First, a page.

When working to pinpoint which patients may experience long-lasting pain after orthopedic shoulder surgery, study results suggest cognitive coping style and genetic predisposition to pain sensitivity may play a bigger role than size or intensity of the operation.
The findings stem from a University of Florida (UF) Health study and appear in a recent issue of the journal PAIN.
It can be challenging to know which patients will continue to have pain postsurgery, says lead investigator Steven George, PT, PhD, an associate professor and director of the Doctor of Physical Therapy program and Brooks Rehabilitation research collaboration at the UF College of Public Health and Health Professions, part of UF Health. The number of individuals having surgery to relieve pain compounds this challenge, he adds.
“Some of the factors that you would think might predict the outcome, such as the size or intensity of the surgery, aren’t as strong as people would have wanted them to be. It has led to researchers looking into individual factors that help determine response to surgery,” George states in a university news release.
The release notes that researchers found among a group of patients who underwent shoulder surgery, those who had both a high pain sensitivity variant in a specific gene, as well as worrying thoughts about pain on a questionnaire, were twice as likely to still have pain one year after surgery.
The UF team’s article included a psychologist, statistician, geneticist, exercise scientist, and surgeons. It describes two studies supported by funding from the National Institute of Arthritis and Musculoskeletal and Skin Diseases of the National Institutes of Health.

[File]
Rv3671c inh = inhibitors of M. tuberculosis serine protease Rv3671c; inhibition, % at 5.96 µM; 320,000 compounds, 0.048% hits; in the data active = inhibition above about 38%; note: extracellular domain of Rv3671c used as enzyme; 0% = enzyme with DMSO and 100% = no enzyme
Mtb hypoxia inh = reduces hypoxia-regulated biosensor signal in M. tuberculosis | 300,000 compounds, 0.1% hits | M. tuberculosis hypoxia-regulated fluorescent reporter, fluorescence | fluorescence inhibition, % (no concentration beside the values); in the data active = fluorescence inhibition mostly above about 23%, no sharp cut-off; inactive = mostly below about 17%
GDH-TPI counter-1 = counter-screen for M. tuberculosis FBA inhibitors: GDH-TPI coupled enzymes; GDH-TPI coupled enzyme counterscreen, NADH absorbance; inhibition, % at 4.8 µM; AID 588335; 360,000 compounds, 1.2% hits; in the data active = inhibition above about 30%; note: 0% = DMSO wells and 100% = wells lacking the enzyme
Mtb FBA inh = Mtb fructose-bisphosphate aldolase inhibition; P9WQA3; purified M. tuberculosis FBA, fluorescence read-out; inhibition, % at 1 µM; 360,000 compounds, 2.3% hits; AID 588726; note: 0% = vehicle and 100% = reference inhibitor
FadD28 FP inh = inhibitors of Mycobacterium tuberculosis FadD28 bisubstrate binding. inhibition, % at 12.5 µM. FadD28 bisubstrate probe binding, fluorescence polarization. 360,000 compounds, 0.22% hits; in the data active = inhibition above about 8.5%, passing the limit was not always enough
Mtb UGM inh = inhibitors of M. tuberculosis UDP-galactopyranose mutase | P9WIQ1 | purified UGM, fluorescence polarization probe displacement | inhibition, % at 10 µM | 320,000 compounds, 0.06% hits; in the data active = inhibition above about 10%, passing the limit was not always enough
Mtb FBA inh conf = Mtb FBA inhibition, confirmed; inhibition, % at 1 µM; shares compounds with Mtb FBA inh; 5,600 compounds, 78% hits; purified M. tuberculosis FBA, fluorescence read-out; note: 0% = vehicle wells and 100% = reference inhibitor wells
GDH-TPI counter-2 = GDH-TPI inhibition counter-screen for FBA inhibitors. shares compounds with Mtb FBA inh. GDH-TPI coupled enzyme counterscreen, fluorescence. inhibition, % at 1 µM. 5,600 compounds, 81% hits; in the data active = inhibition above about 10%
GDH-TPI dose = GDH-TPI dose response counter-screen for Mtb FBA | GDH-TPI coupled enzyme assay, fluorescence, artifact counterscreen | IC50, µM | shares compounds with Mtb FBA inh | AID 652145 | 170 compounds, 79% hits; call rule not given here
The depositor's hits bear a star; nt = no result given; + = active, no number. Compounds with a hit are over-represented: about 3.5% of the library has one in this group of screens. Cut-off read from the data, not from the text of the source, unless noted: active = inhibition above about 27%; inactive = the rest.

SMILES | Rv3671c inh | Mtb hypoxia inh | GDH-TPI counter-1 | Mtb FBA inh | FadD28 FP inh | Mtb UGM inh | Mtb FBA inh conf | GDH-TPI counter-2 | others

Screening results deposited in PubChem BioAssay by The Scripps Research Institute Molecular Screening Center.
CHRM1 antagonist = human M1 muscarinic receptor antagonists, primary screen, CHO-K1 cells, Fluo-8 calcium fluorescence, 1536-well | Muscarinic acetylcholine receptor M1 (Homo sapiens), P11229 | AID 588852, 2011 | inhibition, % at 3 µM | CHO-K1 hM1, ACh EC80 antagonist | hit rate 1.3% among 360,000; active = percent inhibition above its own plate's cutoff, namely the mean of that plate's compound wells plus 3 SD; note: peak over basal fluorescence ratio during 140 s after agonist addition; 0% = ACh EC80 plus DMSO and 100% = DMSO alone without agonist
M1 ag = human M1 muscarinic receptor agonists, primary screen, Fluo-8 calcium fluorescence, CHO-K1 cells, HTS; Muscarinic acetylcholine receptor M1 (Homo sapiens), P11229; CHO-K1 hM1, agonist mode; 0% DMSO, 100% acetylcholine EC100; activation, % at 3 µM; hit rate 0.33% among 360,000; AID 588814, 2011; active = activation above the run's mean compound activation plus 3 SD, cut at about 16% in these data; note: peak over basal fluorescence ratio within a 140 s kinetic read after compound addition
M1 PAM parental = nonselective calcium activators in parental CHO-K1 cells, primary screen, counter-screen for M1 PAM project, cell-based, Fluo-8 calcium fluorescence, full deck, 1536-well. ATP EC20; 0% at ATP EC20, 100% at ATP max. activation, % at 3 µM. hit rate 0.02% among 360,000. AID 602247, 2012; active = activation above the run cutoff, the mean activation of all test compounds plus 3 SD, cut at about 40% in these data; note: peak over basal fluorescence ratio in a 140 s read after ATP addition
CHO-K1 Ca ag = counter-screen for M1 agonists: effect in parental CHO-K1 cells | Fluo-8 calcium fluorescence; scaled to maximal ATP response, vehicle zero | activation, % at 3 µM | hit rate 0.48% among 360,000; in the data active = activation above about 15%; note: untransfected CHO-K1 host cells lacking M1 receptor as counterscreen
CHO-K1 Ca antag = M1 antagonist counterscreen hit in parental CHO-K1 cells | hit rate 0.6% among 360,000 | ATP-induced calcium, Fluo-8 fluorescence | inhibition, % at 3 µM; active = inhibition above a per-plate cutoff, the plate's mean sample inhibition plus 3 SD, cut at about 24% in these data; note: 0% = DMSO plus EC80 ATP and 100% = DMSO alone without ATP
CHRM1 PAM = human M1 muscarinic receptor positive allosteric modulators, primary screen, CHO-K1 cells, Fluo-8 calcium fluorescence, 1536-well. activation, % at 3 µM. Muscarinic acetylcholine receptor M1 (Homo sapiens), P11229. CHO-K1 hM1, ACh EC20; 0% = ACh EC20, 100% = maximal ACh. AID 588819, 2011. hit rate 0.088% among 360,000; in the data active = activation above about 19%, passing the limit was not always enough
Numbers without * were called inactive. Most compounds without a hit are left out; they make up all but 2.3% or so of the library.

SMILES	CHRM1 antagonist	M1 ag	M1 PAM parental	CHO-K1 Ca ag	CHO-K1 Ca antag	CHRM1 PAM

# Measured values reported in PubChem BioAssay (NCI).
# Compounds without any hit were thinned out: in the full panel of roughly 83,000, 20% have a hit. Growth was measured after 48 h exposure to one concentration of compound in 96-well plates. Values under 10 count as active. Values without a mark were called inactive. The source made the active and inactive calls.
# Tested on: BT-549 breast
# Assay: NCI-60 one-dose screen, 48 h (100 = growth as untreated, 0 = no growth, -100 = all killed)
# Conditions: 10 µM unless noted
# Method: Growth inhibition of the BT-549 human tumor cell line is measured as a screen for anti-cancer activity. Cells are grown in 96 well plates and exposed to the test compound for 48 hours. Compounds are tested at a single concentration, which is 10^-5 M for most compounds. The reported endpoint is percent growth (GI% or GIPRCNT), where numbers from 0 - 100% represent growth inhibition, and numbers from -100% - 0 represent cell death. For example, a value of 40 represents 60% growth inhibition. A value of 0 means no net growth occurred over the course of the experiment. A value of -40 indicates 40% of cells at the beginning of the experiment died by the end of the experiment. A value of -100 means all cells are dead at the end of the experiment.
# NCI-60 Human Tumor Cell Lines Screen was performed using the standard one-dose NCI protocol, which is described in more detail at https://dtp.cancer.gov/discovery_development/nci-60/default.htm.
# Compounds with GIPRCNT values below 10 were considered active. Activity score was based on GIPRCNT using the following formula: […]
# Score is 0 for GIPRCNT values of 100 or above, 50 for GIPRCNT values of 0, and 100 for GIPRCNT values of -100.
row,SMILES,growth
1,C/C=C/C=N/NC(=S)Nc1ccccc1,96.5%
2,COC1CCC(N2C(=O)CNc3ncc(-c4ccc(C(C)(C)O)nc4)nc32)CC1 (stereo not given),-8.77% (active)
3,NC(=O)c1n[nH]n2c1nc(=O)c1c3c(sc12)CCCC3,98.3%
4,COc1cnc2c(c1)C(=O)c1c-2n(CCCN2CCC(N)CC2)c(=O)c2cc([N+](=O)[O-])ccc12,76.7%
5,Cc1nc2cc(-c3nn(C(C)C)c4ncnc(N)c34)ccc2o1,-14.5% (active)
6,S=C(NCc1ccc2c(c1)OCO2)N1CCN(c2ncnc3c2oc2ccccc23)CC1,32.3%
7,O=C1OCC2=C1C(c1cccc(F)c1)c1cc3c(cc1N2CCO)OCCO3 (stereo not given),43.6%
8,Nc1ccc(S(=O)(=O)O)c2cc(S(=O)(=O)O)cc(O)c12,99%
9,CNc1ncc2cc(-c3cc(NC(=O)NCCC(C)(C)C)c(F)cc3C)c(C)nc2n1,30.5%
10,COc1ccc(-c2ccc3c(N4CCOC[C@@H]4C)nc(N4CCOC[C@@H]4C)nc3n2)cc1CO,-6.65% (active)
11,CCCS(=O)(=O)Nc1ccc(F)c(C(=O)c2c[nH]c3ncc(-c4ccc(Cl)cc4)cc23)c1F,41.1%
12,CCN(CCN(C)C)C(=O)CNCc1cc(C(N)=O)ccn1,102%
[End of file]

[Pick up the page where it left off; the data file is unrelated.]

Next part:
According to the release, the first study aimed to help researchers hone in on the genetic and psychological factors that may be the best predictors of pain intensity and duration. The study indicates nearly 200 healthy participants developed a minor shoulder injury through targeted exercises and had their pain levels measured daily until pain resolved.
During a second study, the release says researchers tested 150 patients undergoing shoulder surgery. The participants responded to two questionnaires that assessed their attitudes and beliefs about pain. One was designed to measure fear of various painful situations, ranging from a paper cut to slamming a hand in a car door, and a second assessed what is known as pain catastrophizing, characterized by beliefs that pain will worsen and nothing can be done to stop it. One week prior to surgery, and 3, 6, and 12 months postsurgery, researchers assessed participants’ pain using a measure of pain intensity that asks respondents to rate their pain on a scale of 0 to 10. Zero indicates no pain and 10 represents the worst pain imaginable.
The release reports that researchers say patients who had a high pain sensitivity variant of the COMT gene and high levels of pain catastrophizing had a more than 40% risk of continued pain 1 year after surgery, compared with less than 20% among patients without those factors.
George explains that the researchers’ goal is “not necessarily to prevent someone from having surgery, it’s to provide information that may help them decide whether they need to look into alternative pain management approaches.”
The release notes that the ability to customize pain treatments remains a long-term research goal and is the topic of a study George is planning to start this year. In the upcoming study, researchers will evaluate whether a medication that targets COMT, in combination with behavioral strategies to address pain beliefs, results in improved pain management for high-risk participants with the minor shoulder injury.
George adds that future research should also examine whether the pain risk factors in this study can be applied to patients undergoing other types of musculoskeletal surgeries.
[Source: University of Florida]